Last Night: Gogol Bordello At House Of Blues

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Photos by Groovehouse
Gogol Bordello
House of Blues
April 12, 2011

Check out our pics of the Gypsy punks.

Maybe a Jolly Roger would have helped.

Tuesday night at House of Blues, Gogol Bordello had the captain's wheel, center stage. They had the ocean, in the form of the seething pit of humanity down front. The set had exotic ports of call to spare - Spain, the Middle East and especially the Caribbean.

But they were missing something important, something odd given the group's catholic backgrounds, outsider ideology and "gypsy punk" paintbrush Eugene Hutz and his motley crew apply so enthusiastically to their music. But that's what made its absence so conspicuous.

The missing element? Variety.

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Don't get Aftermath wrong; Gogol Bordello put on a good show. The entire eight-piece group barely stopped moving for a second, and Hutz and violinist Sergey Ryabtsev, especially, seemed determined to keep stoking the crowd's ravenous energy until it killed them - which, if they kept it up much longer than the 90 minutes and change Gogol was onstage (with a couple of breathers), it may well have.

But until "Last One Goes the Hope," the seventh song of the set, Tuesday's show felt like the same thing over and over again. A flamenco guitar flourish here, a dub bass line screwing the whole thing to the floor there, some incendiary Spanish toasting from MC Pedro Erazo on opener "Tribal Connection," but you could set your watch by the rest: Folk melodies from Ryabtsev's thrusting violin, Hutz doing his manic call-and-response thing with the crowd and the rhythm section supplying the punk part of the equation.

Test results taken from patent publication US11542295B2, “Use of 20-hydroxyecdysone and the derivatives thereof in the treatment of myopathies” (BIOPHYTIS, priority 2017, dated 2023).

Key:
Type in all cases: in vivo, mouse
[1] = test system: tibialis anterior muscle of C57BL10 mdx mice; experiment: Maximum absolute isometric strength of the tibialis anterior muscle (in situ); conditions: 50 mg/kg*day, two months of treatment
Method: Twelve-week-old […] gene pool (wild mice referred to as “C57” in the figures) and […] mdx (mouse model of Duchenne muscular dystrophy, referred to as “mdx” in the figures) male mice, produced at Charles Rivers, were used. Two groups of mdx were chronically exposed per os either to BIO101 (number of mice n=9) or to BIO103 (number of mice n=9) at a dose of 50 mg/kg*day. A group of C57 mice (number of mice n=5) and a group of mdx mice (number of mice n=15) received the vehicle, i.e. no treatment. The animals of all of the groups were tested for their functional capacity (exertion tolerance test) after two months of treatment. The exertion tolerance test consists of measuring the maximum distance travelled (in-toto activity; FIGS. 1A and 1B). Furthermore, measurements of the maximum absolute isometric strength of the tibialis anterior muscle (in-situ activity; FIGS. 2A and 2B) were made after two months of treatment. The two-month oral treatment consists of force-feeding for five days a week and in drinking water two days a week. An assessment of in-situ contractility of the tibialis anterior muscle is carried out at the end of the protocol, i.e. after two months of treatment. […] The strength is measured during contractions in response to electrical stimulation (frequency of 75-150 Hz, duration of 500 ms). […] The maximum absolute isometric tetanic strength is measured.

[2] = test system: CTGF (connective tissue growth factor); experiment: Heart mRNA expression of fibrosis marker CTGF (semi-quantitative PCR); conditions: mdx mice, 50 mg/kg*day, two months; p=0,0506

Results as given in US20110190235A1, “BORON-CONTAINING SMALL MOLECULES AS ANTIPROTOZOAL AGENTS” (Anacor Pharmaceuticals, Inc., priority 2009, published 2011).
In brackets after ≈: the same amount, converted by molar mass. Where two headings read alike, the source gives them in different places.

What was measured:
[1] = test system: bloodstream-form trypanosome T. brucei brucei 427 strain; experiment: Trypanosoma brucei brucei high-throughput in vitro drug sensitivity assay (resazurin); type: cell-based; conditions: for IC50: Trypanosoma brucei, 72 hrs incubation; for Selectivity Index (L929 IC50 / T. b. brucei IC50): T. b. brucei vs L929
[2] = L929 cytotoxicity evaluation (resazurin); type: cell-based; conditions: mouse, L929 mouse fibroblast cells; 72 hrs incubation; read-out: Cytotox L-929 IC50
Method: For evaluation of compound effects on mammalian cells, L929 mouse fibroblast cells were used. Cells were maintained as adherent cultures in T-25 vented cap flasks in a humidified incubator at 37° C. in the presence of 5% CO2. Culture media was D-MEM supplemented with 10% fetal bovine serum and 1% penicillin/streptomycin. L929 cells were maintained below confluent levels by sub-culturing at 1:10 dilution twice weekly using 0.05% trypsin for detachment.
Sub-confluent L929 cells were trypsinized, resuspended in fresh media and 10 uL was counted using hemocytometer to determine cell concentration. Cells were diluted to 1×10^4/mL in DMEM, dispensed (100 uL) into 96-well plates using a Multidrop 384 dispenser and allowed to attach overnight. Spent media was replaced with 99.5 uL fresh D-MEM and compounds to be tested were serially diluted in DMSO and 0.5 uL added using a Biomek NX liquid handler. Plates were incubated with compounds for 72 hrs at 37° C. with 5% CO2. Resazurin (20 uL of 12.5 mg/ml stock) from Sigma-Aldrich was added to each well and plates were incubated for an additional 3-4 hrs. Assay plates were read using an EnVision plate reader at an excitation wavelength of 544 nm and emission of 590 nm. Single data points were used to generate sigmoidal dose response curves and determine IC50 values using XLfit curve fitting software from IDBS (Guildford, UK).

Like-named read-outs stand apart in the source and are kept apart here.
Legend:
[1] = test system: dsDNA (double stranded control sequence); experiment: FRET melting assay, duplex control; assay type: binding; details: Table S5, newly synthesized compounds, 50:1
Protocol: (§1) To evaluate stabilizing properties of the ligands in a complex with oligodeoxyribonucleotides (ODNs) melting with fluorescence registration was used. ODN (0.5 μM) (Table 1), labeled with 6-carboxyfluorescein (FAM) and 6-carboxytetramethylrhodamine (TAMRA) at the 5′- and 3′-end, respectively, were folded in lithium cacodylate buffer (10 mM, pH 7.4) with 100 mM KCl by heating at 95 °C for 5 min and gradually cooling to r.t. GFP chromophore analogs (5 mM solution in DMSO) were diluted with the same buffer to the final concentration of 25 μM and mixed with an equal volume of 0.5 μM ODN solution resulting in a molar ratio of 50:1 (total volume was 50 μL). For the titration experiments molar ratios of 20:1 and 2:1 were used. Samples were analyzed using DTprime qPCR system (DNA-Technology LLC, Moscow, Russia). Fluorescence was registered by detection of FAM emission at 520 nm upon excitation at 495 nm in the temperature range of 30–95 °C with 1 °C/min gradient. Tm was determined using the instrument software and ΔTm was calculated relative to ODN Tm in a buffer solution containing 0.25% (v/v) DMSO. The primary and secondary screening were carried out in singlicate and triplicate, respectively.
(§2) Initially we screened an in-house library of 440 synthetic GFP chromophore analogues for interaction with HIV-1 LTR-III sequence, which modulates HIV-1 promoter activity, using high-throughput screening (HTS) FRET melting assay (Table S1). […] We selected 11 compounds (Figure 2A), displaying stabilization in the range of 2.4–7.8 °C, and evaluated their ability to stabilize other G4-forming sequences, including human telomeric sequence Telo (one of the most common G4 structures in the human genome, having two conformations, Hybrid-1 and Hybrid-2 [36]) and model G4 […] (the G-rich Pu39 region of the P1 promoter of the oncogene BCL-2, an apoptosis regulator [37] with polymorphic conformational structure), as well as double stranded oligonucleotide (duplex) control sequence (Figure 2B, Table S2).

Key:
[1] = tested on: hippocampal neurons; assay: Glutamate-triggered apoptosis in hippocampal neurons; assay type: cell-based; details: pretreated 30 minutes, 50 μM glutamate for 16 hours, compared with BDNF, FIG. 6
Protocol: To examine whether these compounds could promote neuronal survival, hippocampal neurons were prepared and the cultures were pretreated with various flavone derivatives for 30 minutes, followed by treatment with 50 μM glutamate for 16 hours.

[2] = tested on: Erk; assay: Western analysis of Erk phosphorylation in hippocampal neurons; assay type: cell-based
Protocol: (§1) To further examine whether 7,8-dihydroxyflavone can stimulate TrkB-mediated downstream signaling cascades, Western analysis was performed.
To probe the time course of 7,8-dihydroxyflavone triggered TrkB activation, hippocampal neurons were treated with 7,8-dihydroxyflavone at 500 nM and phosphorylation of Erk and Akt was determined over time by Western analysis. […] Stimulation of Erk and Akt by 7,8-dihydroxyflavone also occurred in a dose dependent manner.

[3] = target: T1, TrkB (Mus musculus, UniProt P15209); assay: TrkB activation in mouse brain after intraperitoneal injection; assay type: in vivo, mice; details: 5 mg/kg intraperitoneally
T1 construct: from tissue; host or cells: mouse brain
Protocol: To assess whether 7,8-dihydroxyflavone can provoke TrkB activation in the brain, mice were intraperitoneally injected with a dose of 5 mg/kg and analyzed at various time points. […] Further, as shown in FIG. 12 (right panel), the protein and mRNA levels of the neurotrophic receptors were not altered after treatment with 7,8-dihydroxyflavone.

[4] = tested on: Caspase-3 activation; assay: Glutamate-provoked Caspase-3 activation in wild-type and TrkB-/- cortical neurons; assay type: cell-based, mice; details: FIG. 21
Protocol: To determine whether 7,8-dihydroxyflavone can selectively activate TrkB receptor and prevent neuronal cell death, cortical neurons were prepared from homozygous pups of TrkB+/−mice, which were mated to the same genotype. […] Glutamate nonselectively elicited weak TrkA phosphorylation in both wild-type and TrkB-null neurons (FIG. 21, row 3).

Repeat. And repeat again. And again. With so much energy in the room, it was hard to believe anyone could feel bored, but after about the fourth or fifth time, we were. Or at least like, "What else you guys got?"

This formula obviously works for Gogol, but it's still a formula. As Aftermath told a friend, they feel like a one-trick pony, although it is a pretty good trick. Even now it feels a little churlish to criticize Gogol for it, like finding fault with a wedding band for having too much fun onstage. Unfortunately, Aftermath wasn't there to dance.

Location Info

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House of Blues

1204 Caroline, Houston, TX

Category: Music

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9 comments
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CB
CB

Eugene, Sergey, and the accordian player came out after 'Dirty Old Town' and finished the set with 'Alcohol.'

sarah
sarah

that accordion player has a name, dang it! yummy yummy yuri lemeshev :)

Pepechola
Pepechola

I hate it when music critics feel like they need to unnecessarily critizice a perfectly great show becasue they have an editorial requirement to write a few paragraphs and need to justify their existence. How about, it was nice show. fun, energetic, and the band gave it their all wich is not very common with indi bands bands these days. I guess that is too easy and any schmuck could have figured it out. Stop overanalizing (save it for your shrink) and have a little fun.